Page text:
Very best,


Kyrie





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Unread 02-10-2001, 07:03 PM   #8
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Default Re: New collector pitfalls

Hi Marvin!


Itâ??s good to be back, but Iâ??ve never been far away. I just havenâ??t had much to report on the Luger front, other than the 1923 Finn in the Collectorsâ?? Corner (big, sloppy, smile!).


Restorations arenâ??t usually a problem, as very few restorations are perfect (most arenâ??t even very well done). They are easily spotted for what they are. Not the least reason for this is just what you point out - a well done restoration looks too good to be true. I (and most all the collectors I know) donâ??t have a problem with restorations.


Speaking specifically of the recent imports, these are impossible to completely restore due to the importation marks. These markings cannot be legally removed as they are a part of the identifying marks of the firearm. Anyone who removes these is subject to some serious Federal charges. Other than that rather large hurdle, I see no more problem restoring these than in restoring any other Luger.


On a related subject these newly imported pistols are going to be a blessing mixed with a curse for Luger collectors. A good friend of mine (and an advanced collector) was recently approached by a well respected gunsmith with a request to help use these pistols to fake rare Lugers. To say he declined would be putting it mildly. But be alert for a sudden influx of rare and uncommon Lugers on the market - they arenâ??t going to be what they have been made to look like :-(


This was not exactly unexpected - the only thing I find surprising is it took so long (sigh...).


On a happier note, Iâ??ve been corresponding with a fellow who just inherited a Luger that had been in his family for many decades. After a bit of back and forth to get a description of the pistolâ??s characteristics, it appears he has very nice 1900 American Eagle variation. With all our recent talk about fakes I just thought it would be nice let folks know very nice examples of uncommon variations do come to light very now and again


Very best,


Kyrie





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Unread 02-10-2001, 07:30 PM   #9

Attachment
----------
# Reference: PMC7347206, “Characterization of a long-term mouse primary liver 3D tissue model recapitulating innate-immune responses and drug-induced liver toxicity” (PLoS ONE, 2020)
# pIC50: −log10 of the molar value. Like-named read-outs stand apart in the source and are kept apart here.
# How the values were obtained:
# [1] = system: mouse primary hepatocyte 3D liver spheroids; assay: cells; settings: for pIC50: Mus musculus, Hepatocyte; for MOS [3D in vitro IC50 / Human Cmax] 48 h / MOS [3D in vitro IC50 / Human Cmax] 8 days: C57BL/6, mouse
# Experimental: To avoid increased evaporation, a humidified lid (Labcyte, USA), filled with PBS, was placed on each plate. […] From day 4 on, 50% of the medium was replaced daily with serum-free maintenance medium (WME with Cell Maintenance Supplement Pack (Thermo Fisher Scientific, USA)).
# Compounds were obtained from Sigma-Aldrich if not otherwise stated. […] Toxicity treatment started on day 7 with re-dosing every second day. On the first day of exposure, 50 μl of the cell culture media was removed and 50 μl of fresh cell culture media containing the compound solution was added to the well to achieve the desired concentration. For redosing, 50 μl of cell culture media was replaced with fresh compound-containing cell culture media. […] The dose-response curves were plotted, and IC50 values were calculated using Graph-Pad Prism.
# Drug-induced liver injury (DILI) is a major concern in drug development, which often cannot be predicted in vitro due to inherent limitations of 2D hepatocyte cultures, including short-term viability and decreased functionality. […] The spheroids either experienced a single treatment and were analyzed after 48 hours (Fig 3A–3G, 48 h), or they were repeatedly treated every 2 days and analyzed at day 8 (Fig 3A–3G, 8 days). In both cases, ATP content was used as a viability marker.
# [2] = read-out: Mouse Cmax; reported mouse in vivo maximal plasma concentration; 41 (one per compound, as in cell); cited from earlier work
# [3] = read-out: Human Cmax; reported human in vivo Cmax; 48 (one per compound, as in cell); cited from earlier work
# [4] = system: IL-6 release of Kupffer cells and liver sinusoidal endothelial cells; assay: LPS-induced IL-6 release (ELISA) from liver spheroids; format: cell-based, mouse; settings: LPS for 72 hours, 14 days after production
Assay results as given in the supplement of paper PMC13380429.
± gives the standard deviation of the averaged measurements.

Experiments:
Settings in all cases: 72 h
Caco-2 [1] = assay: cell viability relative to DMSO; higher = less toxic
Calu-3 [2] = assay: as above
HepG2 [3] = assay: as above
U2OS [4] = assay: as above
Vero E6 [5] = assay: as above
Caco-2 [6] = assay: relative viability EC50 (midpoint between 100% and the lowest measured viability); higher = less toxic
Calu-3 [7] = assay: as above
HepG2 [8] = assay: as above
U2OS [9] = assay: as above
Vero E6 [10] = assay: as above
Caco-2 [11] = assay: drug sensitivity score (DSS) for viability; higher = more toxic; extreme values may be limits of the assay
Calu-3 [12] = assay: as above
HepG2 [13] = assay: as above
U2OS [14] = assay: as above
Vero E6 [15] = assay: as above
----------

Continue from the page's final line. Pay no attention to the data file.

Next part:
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Default Re: I understand your points - but...

Hi Bill!


I'm not ignoring you and you have raised some excellent points, but most of these are also discussed in the discussion between John and myself.


One point you raise that is not covered, and I think is very worthy of note, is contained in this, "...It is interesting to think of how the hobby would have evolved if the parts were not serialized...".


US military arms fall into this category, and the response of collectors of US arms is interesting. As there are no small parts numbered the issue of swapping numbered parts doesn't come up. Also, just about *all* US military M1's (Garands and carbines) have been rebuilt many times (unlike most Lugers).


Within this context US collectors strive for "correct" rifles, where "correct" means all the parts were supplied by the same manufacturer. Parts swapping to accomplish this seems to be tolerated, if not praised. Pity the US collector - he had no way to judge originality. So he is stuck with "correct", and the understanding this doesn't mean "original". Truly original M1's are so rare that any piece represented as all original is instantly suspect!


Even in this more tolerant atmosphere, there are problems. Heaven help the fellow who presents a rifle as "all correct" if it has even one incorrect part! They too have their own version of fakery and fraud. Luger collectors worry about people swapping parts and renumbering parts. US collectors worry about the people churning out exact duplicates (right down to the cartouches!) of M1 stocks!